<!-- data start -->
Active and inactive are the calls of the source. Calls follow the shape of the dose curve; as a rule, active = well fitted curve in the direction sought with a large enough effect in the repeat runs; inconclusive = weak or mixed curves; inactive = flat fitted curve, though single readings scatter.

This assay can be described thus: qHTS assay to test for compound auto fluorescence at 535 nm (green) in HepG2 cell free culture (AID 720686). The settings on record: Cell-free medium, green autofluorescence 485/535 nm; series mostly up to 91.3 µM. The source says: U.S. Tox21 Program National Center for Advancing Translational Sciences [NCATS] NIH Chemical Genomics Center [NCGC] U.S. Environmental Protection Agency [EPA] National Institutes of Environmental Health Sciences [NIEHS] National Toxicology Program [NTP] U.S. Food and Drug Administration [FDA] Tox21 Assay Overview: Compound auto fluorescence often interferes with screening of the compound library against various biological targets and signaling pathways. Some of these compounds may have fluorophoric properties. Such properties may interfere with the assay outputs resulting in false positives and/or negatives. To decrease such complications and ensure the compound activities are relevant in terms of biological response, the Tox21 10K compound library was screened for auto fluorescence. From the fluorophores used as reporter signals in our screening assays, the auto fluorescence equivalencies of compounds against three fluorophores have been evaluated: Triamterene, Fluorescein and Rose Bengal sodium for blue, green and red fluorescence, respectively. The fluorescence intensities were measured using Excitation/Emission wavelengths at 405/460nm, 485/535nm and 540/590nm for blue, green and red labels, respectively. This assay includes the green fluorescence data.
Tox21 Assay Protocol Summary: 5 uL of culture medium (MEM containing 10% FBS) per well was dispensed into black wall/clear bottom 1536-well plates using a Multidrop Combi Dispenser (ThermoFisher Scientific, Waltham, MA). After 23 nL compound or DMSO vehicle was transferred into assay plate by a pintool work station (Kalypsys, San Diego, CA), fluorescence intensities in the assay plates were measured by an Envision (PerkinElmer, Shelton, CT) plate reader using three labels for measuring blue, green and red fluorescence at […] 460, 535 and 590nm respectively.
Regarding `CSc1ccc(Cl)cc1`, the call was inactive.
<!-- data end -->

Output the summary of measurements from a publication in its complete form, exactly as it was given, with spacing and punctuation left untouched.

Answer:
Active and inactive are the calls of the source. Calls follow the shape of the dose curve; as a rule, active = well fitted curve in the direction sought with a large enough effect in the repeat runs; inconclusive = weak or mixed curves; inactive = flat fitted curve, though single readings scatter.

This assay can be described thus: qHTS assay to test for compound auto fluorescence at 535 nm (green) in HepG2 cell free culture (AID 720686). The settings on record: Cell-free medium, green autofluorescence 485/535 nm; series mostly up to 91.3 µM. The source says: U.S. Tox21 Program National Center for Advancing Translational Sciences [NCATS] NIH Chemical Genomics Center [NCGC] U.S. Environmental Protection Agency [EPA] National Institutes of Environmental Health Sciences [NIEHS] National Toxicology Program [NTP] U.S. Food and Drug Administration [FDA] Tox21 Assay Overview: Compound auto fluorescence often interferes with screening of the compound library against various biological targets and signaling pathways. Some of these compounds may have fluorophoric properties. Such properties may interfere with the assay outputs resulting in false positives and/or negatives. To decrease such complications and ensure the compound activities are relevant in terms of biological response, the Tox21 10K compound library was screened for auto fluorescence. From the fluorophores used as reporter signals in our screening assays, the auto fluorescence equivalencies of compounds against three fluorophores have been evaluated: Triamterene, Fluorescein and Rose Bengal sodium for blue, green and red fluorescence, respectively. The fluorescence intensities were measured using Excitation/Emission wavelengths at 405/460nm, 485/535nm and 540/590nm for blue, green and red labels, respectively. This assay includes the green fluorescence data.
Tox21 Assay Protocol Summary: 5 uL of culture medium (MEM containing 10% FBS) per well was dispensed into black wall/clear bottom 1536-well plates using a Multidrop Combi Dispenser (ThermoFisher Scientific, Waltham, MA). After 23 nL compound or DMSO vehicle was transferred into assay plate by a pintool work station (Kalypsys, San Diego, CA), fluorescence intensities in the assay plates were measured by an Envision (PerkinElmer, Shelton, CT) plate reader using three labels for measuring blue, green and red fluorescence at […] 460, 535 and 590nm respectively.
Regarding `CSc1ccc(Cl)cc1`, the call was inactive.